APTOS — With each passing trip to the grocery store, Santa Cruz County residents seem to be getting more and more adept at adjusting to the county ordinance banning single use plastic bags in the unincorporated areas of the county that went into effect on March 20.
“I think it’s going great. People understand the need for the ban,” said Mark Stone, County Supervisor for District 5.
While most residents do see the need to rid the local landscape and landfills of plastic bags, there are some challenges involved for the stores, consumers and local jurisdictions trying to implement the bag ban in their city limits.
The effort to implement the ban in Santa Cruz County’s various cities stalled due to the threat of a lawsuit by the “Save The Plastic Bag Coalition.” In an effort to keep the ordinance moving forward the Santa Cruz County Board of Supervisors made restaurants exempt from the ban, which appeased the coalition and opponents of the ban decided not to sue.
According to Laura Kasa, executive director of Save Our Shores, each individual city had originally planned to follow the county’s lead on the environmental impact report and vote to enact the ordinance. But Supervisor Stone said that under the California Environmental Quality Act, each city is required to do its own EIR, often a costly project.
“The Capitola City Council voted not to do the EIR because they don’t have the money,” said Kasa.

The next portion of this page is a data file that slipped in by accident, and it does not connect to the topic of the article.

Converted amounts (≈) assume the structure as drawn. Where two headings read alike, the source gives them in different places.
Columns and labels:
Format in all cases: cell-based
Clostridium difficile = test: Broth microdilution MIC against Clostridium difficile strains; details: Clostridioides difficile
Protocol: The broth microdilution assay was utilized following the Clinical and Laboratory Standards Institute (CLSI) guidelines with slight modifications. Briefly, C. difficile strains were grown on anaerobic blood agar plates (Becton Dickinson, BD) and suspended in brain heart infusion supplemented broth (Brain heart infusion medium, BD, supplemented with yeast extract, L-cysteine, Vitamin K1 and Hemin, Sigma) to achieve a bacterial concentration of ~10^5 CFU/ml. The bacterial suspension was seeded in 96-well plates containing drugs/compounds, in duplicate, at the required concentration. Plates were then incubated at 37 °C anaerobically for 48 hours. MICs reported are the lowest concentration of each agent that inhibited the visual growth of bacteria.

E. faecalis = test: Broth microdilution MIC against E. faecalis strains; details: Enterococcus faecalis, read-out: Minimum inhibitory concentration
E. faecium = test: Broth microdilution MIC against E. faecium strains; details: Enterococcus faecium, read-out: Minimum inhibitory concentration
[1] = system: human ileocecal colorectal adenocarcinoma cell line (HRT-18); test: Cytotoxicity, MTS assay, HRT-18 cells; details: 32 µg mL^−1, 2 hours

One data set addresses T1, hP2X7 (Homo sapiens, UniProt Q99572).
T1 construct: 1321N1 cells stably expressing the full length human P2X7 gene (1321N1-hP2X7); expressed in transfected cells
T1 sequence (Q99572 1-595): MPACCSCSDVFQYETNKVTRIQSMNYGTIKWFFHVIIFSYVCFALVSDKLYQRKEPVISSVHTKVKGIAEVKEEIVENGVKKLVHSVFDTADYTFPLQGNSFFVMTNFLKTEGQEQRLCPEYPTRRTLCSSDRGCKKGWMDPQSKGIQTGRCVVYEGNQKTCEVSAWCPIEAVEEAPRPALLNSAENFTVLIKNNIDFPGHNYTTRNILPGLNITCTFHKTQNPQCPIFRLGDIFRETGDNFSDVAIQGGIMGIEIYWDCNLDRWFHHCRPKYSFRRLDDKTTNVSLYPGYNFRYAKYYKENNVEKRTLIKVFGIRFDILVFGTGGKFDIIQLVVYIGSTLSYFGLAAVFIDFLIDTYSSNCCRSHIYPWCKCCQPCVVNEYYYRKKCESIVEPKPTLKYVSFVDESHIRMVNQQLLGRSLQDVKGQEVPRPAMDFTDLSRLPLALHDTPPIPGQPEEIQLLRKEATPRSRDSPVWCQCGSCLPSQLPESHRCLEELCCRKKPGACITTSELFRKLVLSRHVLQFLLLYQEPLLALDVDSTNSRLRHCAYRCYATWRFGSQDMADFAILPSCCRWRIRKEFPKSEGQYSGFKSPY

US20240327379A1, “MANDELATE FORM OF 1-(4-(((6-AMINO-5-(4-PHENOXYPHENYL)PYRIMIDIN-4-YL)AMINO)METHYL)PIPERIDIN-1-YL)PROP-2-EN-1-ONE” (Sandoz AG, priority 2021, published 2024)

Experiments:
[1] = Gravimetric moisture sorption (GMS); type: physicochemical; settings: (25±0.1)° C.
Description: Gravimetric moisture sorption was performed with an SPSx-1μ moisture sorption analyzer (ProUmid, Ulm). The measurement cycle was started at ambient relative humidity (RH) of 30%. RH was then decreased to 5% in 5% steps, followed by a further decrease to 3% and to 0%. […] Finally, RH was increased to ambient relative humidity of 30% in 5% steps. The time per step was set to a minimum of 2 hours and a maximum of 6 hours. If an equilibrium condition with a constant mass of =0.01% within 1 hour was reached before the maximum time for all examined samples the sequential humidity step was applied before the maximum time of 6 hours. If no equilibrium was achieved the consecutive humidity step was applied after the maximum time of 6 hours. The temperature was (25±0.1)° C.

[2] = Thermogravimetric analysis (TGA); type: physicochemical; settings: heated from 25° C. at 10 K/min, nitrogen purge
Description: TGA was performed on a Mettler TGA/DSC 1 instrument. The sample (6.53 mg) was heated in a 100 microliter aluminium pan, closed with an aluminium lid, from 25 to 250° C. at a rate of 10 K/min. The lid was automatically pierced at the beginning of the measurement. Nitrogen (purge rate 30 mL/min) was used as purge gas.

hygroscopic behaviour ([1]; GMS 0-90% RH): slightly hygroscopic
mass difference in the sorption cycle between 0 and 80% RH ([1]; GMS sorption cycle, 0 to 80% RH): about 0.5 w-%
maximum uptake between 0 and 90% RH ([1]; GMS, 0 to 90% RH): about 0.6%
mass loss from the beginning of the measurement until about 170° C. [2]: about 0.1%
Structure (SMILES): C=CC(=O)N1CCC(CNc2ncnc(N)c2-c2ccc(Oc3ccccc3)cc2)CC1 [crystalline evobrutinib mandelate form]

The city of Santa Cruz will decide this week whether to draft an ordinance and Monterey has already successfully passed the single use plastic bag ban.
For now shoppers in Capitola are being asked to voluntarily bring their reusable bags to retail outlets and Kasa said she hopes to put an incentive program in place that will encourage folks to avoid using plastic bags.
“The answer is a statewide statute. It almost passed two years ago in the state legislature,” said Stone, but he believes the high cost of a blanket ordinance is a deterrent.
For people like Donna Bourne, a local artist from Watsonville, the choice is clear.
“I think it’s wrong the whole county didn’t ban plastic bags. I don’t think it should be city by city. It’s obvious plastic bags are bad for the environment. I would like to see the ban implemented in Watsonville as soon as possible.”
Meanwhile retail outlets and community organizations are trying to help shoppers adjust. Kasa said